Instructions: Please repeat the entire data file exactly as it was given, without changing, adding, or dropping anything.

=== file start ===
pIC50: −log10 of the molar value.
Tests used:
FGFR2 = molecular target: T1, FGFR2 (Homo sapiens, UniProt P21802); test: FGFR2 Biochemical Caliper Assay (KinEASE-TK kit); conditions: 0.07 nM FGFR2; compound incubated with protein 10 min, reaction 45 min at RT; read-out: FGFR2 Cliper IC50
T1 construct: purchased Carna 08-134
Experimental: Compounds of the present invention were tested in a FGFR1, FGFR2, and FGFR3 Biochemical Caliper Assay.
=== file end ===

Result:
pIC50: −log10 of the molar value.
Tests used:
FGFR2 = molecular target: T1, FGFR2 (Homo sapiens, UniProt P21802); test: FGFR2 Biochemical Caliper Assay (KinEASE-TK kit); conditions: 0.07 nM FGFR2; compound incubated with protein 10 min, reaction 45 min at RT; read-out: FGFR2 Cliper IC50
T1 construct: purchased Carna 08-134
Experimental: Compounds of the present invention were tested in a FGFR1, FGFR2, and FGFR3 Biochemical Caliper Assay.